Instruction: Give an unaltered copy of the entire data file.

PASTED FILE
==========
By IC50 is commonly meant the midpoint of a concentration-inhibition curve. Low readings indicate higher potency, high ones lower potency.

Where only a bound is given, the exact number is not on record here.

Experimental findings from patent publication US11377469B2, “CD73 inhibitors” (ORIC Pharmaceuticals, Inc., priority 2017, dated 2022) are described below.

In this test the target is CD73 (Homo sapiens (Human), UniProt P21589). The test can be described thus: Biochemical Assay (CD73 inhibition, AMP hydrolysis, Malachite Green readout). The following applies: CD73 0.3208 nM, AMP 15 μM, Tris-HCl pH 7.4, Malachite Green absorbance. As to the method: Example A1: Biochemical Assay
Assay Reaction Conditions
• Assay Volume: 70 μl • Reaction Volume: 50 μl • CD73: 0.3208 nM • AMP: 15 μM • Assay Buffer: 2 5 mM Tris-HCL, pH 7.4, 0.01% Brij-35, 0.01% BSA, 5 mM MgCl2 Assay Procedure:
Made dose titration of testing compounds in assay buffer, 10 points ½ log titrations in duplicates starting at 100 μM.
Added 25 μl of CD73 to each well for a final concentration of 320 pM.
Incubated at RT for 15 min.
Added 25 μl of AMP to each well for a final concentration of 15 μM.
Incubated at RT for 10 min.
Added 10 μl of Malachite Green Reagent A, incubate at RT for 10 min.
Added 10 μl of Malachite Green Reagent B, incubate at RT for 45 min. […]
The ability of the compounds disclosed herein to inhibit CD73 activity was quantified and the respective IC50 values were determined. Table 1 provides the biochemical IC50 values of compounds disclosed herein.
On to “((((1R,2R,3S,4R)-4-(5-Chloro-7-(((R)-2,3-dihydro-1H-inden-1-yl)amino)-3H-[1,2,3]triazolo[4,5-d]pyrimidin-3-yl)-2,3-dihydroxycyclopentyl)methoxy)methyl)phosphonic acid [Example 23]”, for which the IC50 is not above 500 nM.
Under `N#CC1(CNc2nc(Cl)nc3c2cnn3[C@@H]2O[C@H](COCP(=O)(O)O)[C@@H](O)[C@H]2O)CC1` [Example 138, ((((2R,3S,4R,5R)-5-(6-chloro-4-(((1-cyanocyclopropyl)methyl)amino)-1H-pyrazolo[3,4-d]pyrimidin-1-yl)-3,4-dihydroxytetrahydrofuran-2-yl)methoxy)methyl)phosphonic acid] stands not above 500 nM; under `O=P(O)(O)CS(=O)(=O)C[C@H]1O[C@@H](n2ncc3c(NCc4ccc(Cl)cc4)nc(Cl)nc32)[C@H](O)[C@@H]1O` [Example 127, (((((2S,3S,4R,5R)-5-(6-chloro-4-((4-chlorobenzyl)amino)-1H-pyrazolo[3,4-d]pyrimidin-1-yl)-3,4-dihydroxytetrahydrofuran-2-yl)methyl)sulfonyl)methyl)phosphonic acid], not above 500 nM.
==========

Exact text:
By IC50 is commonly meant the midpoint of a concentration-inhibition curve. Low readings indicate higher potency, high ones lower potency.

Where only a bound is given, the exact number is not on record here.

Experimental findings from patent publication US11377469B2, “CD73 inhibitors” (ORIC Pharmaceuticals, Inc., priority 2017, dated 2022) are described below.

In this test the target is CD73 (Homo sapiens (Human), UniProt P21589). The test can be described thus: Biochemical Assay (CD73 inhibition, AMP hydrolysis, Malachite Green readout). The following applies: CD73 0.3208 nM, AMP 15 μM, Tris-HCl pH 7.4, Malachite Green absorbance. As to the method: Example A1: Biochemical Assay
Assay Reaction Conditions
• Assay Volume: 70 μl • Reaction Volume: 50 μl • CD73: 0.3208 nM • AMP: 15 μM • Assay Buffer: 2 5 mM Tris-HCL, pH 7.4, 0.01% Brij-35, 0.01% BSA, 5 mM MgCl2 Assay Procedure:
Made dose titration of testing compounds in assay buffer, 10 points ½ log titrations in duplicates starting at 100 μM.
Added 25 μl of CD73 to each well for a final concentration of 320 pM.
Incubated at RT for 15 min.
Added 25 μl of AMP to each well for a final concentration of 15 μM.
Incubated at RT for 10 min.
Added 10 μl of Malachite Green Reagent A, incubate at RT for 10 min.
Added 10 μl of Malachite Green Reagent B, incubate at RT for 45 min. […]
The ability of the compounds disclosed herein to inhibit CD73 activity was quantified and the respective IC50 values were determined. Table 1 provides the biochemical IC50 values of compounds disclosed herein.
On to “((((1R,2R,3S,4R)-4-(5-Chloro-7-(((R)-2,3-dihydro-1H-inden-1-yl)amino)-3H-[1,2,3]triazolo[4,5-d]pyrimidin-3-yl)-2,3-dihydroxycyclopentyl)methoxy)methyl)phosphonic acid [Example 23]”, for which the IC50 is not above 500 nM.
Under `N#CC1(CNc2nc(Cl)nc3c2cnn3[C@@H]2O[C@H](COCP(=O)(O)O)[C@@H](O)[C@H]2O)CC1` [Example 138, ((((2R,3S,4R,5R)-5-(6-chloro-4-(((1-cyanocyclopropyl)methyl)amino)-1H-pyrazolo[3,4-d]pyrimidin-1-yl)-3,4-dihydroxytetrahydrofuran-2-yl)methoxy)methyl)phosphonic acid] stands not above 500 nM; under `O=P(O)(O)CS(=O)(=O)C[C@H]1O[C@@H](n2ncc3c(NCc4ccc(Cl)cc4)nc(Cl)nc32)[C@H](O)[C@@H]1O` [Example 127, (((((2S,3S,4R,5R)-5-(6-chloro-4-((4-chlorobenzyl)amino)-1H-pyrazolo[3,4-d]pyrimidin-1-yl)-3,4-dihydroxytetrahydrofuran-2-yl)methyl)sulfonyl)methyl)phosphonic acid], not above 500 nM.